We’ve just celebrated my father’s 100th birthday. He died in 1999, but 40 of us gathered from around Canada and three other countries in his honour for a sunny week in rural Saskatchewan. I never asked Dad what he considered sacred, but my guess is he would have said land and family.
My sister and brother-in-law, our hosts, planned for months. They’d had outdoor compost toilets built. They drew maps to show where to erect our tents in their spacious yard. They had mapped out the horseshoe pitch, croquet wickets, bollaball court, Crokinole and Scrabble tent. Saskatchewan is called the Land of the Living Skies. Our hosts had even listed times for moon rises and sun sets, and had us out of our sleeping bags to see spectacular Northern Lights at midnight.
Other plans included menus, teams for meal preparation and for a nature-centred scavenger hunt. My team consisted of a four-year-old, a niece just home from three years in Seoul, our Yellowknife nephew and great-nieces from Hong Kong and Mission, B.C. The menus were built on a quintessential 100-mile diet: their own organic garden, with eggs and meat from down the road.
Ed Sullivan would have been impressed with our concert. We sang O Canada in two languages, then the anthems of Korea, Spain and China. Fifteen dazzling performances followed. My brother and a three-year-old told knock-knock jokes. My husband threw caution to the wind and played a harmonica as six-year-olds danced. A Rubik’s Cube was completed in three minutes; the Koreans hilariously danced to the music of Psy. Skits, puppets, songs, whistling, poetry and boxing demonstrations rounded out the show. Fireworks ended the night.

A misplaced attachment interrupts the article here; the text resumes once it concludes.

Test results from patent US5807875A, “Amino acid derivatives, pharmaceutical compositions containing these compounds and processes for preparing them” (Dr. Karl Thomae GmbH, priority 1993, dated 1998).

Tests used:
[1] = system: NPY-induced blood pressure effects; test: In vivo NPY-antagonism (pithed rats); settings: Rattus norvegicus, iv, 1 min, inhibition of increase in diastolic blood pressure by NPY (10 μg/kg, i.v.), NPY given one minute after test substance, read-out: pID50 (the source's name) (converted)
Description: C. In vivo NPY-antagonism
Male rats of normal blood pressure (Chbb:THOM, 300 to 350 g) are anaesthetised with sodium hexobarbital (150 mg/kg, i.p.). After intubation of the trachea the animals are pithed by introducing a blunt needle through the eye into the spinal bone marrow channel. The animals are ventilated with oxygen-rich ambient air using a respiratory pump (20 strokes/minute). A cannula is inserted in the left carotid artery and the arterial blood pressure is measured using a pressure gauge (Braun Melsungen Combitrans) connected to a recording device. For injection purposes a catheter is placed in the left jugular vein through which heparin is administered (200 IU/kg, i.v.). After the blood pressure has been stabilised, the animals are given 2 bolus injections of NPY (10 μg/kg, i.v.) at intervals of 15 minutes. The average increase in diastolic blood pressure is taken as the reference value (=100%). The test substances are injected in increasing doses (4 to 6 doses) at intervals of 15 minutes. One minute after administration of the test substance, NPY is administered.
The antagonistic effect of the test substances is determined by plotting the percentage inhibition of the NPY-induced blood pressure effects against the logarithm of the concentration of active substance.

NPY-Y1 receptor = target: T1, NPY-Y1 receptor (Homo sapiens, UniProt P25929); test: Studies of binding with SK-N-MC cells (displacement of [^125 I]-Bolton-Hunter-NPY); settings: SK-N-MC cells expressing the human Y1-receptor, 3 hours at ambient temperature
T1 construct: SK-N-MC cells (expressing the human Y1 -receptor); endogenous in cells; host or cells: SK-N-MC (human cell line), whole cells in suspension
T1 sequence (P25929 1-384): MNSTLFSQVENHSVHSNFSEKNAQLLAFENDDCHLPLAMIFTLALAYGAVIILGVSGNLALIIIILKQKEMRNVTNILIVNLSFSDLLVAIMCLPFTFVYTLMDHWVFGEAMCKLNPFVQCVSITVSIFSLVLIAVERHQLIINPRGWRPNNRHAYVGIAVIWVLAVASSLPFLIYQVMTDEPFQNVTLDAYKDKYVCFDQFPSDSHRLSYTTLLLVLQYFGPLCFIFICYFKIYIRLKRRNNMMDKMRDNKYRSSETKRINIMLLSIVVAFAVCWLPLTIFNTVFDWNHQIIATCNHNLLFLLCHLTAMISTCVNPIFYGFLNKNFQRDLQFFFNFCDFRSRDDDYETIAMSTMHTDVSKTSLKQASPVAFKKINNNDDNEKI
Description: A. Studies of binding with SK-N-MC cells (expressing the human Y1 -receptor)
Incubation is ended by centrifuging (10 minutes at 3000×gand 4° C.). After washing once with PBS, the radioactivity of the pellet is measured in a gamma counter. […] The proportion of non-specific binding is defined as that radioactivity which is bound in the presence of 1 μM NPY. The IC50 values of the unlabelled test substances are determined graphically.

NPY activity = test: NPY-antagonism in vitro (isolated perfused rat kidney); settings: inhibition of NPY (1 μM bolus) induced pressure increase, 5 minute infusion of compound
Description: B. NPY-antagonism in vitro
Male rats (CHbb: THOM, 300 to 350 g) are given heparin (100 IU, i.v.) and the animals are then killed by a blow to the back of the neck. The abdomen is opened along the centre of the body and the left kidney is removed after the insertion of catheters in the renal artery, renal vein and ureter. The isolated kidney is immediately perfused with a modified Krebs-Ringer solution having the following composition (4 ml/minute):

One day, we picnicked at nearby Manitou Lake, known for its healing
waters. We floated in the mineral waters at the spa, walked the village
streets and shopped for provincially made arts and crafts. Saskatchewan,
like Newfoundland, gives terrific support to local artists,
craftspeople and food producers.
Overlooking Manitou Lake, an
old-time dance hall reigns supreme. Danceland is one of the few left in
Canada still boasting a springy horsehair floor. After a catered meal,
we formally celebrated Dad. We began by singing God Save the Queen,
just to give the under-50 crowd a taste of how it was done “back in the
day.” We also marked family members’ successes, such as graduating
kindergarten, receiving the Queen’s Jubilee medal, passing a driver’s
test. When the live band began to play, we put on our dancing shoes and
joined the hundred or so locals and tourists on that famous floor.
Later, some went to watch their first-ever drive-in movie.
events were planned: our daughter’s all-ages water quality workshop with
specimen minnows, frogs and water bugs provided by the kids; our
nephew’s harmonica lessons, the baseball game. Some events were
surprises: my brother proposed marriage to his partner. The week sped
My father didn’t have an easy childhood. His parents divorced
when he was seven. He lacked a proper winter coat for the long walk to
school. He struggled through the Great Depression, too. But these
experiences made him strive to be a good father and to contribute to
community. His grandchildren knew he always had time to listen. Happy
Birthday, Dad. Thanks.
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